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El Sistema, Musical Utopianism, and Social Change in Venezuela

Have you ever wondered how to fix an unfixable mess?

That’s the question that faced José Antonio Abreu, of Venezuela, except for one thing: he didn’t regard the mess that Caracas was in as unfixable. In 1975, he decided that there had to be a way to get kids off the street, away from the innumerable dangers vying for their attention, energy, and lives. He realized that there had to be a way to wake up families, to form communities, to give the handicapped and the poor a chance to be respected and shine.



I kid you not. El Sistema is now a nationwide, massive program that provides music education to several hundred thousand children–many of them from poorer backgrounds–throughout Venezuela. It has inspired similar social programs in other nations, and has had the support of governments from the far left all the way across to the right.

A few weeks ago in Australia, I heard Kim Stanley Robinson speak multiple times (but especially in his talk at the Utopias 4 conference — hear the MP3 here) about utopianism, for example about how Antarctica hosts an essentially utopian-like community of scientists, and how science itself seems to be a very utopian sort of project.

Well, perhaps Snow’s “two cultures” aren’t necessarily so different after al, for as it is nicely put on Wikipedia,

Abreu has dedicated himself to a utopian dream in which an orchestra represents the ideal society, and the sooner a child is nurtured in that environment, the better for all.

There have been two documentaries made about El Sistema, and if you’re in Seoul, you can see the latter — unfortunately with Korean subtitles only, and it’s in Spanish, but you know, I suspect you’ll understand most of it with minimal Korean or Spanish. I knew a little about the project before, and had only a few bits explained to me during, but I was still blown away by the film and very inspired.

The documentary is very much worth the while, if you’re able to get to the Dongsung Art Center in Hyehwa at one of the times it’s scheduled. So to that end, the info I posted on my other website (where I have stuff for my students):

The film is showing at Hypertheque Nada, which is part of the Dongsung Art Center (동숭 아트 센터). There are schedules for Sept. 16-22, and Sept. 23-29.

Here’s a map, and I think this is the location on Google Maps.

However, I think the easiest map to use is on this map to the nearby Robot Museum: it shows the location of the Dongsung Art Center, the subway exit (#1) and the road much more clearly. Just remember to go to the Dongsung Art Center, not the Robot Museum! (Or, go to both!)

Warning: the cinema is pretty close to the subway station, but if you’re more than 10 minutes late for the film, then they won’t let you in, so don’t be late!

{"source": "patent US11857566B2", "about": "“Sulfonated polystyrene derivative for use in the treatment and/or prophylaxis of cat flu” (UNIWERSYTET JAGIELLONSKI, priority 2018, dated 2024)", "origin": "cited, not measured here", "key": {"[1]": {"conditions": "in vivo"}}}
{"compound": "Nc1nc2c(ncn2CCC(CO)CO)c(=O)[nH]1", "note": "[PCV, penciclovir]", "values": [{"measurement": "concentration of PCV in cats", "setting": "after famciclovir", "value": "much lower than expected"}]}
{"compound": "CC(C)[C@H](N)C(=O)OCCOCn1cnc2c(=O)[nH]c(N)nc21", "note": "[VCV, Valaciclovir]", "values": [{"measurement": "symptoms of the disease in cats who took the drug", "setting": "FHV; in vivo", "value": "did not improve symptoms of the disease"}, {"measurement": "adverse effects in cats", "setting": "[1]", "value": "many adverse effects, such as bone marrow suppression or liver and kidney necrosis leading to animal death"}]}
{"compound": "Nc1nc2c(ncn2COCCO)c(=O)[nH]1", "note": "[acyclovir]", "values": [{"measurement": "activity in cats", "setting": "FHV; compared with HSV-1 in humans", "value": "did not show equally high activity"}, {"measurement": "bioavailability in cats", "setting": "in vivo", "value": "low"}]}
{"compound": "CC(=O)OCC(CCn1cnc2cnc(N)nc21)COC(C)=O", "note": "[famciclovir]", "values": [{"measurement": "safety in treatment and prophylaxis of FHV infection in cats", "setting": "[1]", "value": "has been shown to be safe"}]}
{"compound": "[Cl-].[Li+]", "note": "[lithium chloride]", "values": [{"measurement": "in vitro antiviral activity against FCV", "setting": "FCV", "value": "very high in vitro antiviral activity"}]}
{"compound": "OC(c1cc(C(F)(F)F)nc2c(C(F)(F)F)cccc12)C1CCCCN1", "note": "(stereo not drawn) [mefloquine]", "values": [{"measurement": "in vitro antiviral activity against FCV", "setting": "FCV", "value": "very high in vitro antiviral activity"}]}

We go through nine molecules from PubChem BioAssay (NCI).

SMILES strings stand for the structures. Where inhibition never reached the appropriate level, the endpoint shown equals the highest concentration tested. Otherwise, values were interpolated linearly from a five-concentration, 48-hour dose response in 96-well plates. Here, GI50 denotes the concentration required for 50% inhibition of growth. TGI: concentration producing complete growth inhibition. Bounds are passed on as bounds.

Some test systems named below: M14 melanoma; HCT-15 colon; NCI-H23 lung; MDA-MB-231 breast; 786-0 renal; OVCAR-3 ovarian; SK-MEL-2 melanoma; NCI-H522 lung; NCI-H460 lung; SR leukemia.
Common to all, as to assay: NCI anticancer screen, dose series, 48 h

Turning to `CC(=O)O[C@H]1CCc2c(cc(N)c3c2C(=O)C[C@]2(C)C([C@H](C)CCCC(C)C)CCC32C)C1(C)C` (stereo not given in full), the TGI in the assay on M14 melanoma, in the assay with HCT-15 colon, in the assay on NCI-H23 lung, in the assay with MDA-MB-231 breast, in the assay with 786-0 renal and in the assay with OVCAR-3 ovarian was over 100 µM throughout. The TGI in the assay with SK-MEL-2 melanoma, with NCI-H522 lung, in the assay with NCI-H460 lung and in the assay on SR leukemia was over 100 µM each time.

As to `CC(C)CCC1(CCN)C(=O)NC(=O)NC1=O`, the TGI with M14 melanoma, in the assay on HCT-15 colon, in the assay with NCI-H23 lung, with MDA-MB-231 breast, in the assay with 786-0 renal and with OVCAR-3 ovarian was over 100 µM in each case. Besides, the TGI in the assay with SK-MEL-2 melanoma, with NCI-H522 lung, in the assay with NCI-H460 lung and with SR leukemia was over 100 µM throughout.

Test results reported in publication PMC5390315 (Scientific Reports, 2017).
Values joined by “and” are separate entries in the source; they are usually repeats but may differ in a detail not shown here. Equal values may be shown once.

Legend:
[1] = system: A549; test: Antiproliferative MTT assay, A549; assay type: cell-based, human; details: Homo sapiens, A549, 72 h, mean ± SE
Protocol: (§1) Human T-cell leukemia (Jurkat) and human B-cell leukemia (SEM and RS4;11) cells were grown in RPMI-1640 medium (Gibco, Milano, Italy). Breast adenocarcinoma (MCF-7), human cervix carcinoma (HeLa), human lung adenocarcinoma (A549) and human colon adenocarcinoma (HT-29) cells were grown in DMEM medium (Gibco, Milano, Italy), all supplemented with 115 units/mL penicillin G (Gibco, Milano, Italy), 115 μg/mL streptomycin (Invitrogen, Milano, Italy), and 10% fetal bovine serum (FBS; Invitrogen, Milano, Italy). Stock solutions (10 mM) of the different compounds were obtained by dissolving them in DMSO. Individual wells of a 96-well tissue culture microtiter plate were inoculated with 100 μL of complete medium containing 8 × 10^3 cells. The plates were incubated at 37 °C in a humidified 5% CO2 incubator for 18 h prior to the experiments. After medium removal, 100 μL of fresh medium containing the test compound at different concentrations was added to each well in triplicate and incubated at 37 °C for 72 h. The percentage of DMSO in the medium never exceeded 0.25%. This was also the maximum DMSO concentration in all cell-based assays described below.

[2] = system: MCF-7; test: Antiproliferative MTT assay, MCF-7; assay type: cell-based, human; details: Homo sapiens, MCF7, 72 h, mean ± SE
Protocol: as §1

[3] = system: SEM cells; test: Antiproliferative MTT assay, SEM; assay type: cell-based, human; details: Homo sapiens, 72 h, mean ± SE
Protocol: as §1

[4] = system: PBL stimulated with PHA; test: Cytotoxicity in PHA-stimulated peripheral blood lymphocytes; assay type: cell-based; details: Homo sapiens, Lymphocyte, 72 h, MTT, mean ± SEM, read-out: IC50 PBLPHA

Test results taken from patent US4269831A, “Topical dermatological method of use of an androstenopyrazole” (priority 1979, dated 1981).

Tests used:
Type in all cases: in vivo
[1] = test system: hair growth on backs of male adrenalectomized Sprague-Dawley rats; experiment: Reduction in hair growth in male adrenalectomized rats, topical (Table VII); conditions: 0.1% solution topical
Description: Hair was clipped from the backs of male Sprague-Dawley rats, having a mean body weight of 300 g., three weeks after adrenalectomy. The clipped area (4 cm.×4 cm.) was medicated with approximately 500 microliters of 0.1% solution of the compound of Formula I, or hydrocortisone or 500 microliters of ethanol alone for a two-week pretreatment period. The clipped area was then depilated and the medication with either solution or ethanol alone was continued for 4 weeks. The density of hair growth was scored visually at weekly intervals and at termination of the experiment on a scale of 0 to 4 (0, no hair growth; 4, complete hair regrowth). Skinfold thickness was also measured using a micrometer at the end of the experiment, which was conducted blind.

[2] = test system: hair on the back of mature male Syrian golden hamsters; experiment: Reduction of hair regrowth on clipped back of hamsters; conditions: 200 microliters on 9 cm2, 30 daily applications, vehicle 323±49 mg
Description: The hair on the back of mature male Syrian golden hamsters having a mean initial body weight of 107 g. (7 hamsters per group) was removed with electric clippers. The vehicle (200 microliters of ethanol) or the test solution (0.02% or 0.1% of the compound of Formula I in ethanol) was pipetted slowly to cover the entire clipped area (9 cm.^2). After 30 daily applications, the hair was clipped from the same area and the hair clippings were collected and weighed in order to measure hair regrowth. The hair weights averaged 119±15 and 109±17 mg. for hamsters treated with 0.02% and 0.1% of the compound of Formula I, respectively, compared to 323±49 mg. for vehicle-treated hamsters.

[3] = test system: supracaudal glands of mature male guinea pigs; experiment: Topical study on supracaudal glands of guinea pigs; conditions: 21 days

Also: there are no drinks or snacks in the theater–it’s one of those artsy repertory cinema places–and the café in front of the cinema is quite expensive, so make sure you have either eaten before or have something in your bag to sneak in.

For those of you living outside Seoul or Korea, the film is out on DVD and I recommend it very highly. Also, an earlier documentary called Tocar y Luchar has been made and apparently is viewable online at Google Videos for free (though I’ve not seen that yet, and it, too, is lacking in subtitles.)

Here’s a trailer for El Sistema:

On a pedagogical note, I saw a number of interesting things that formed part of the musical education in El Sistema, and which I think ought to be part of music education — and education generally. I’ll note one here: when a kid received music lessons, he or she didn’t do so alone. Each lesson involved at least a trio: a student, a teacher, and another student (perhaps junior to the one getting the lesson, but I’m not sure). This is a pretty mind-blowing approach to me, since it means kids would learn about techniques and practices — would be aware of them — long before being called on to master them themselves. I bet that’s like rocket fuel for the younger kids’ musical development.

Likewise, I noticed that a number of the instructors were at the lessons with instrument in hands, such as the trumpeter who paused a student when he had a passage wrong, and played it correctly for him. What a difference that would have made for me — to have a saxophone instructor who took seriously the process of imparting the skills of performing.

I half-remember some of the people I took lessons from in high school did this, including the pianist I took jazz theory lessons with, but during all of my three years of saxophone lessons in university, I think I had the experience once where one of the two instructors I had actually had his own saxophone and played something for me in an exemplary fashion. It’s like having an English teacher who refuses to teach English. Which, here in Korea, we all know doesn’t really work all that well… even the English teachers who never speak English.

Anyway — while I can’t speak for Tocar y Luchar, not having seen it yet, El Sistema is absolutely wonderful and inspiring, not just in the awwwwww, how nice sense but in the sense that something you really don’t expect could help fix a hell of a mess somehow sometimes can. Music lessons–and, I’d argue, other artistic, creative, collective endeavours–can save lives and uplift a significant part of a society most in need of help, for example.

Utopianism deserves a better rap, if you ask me.

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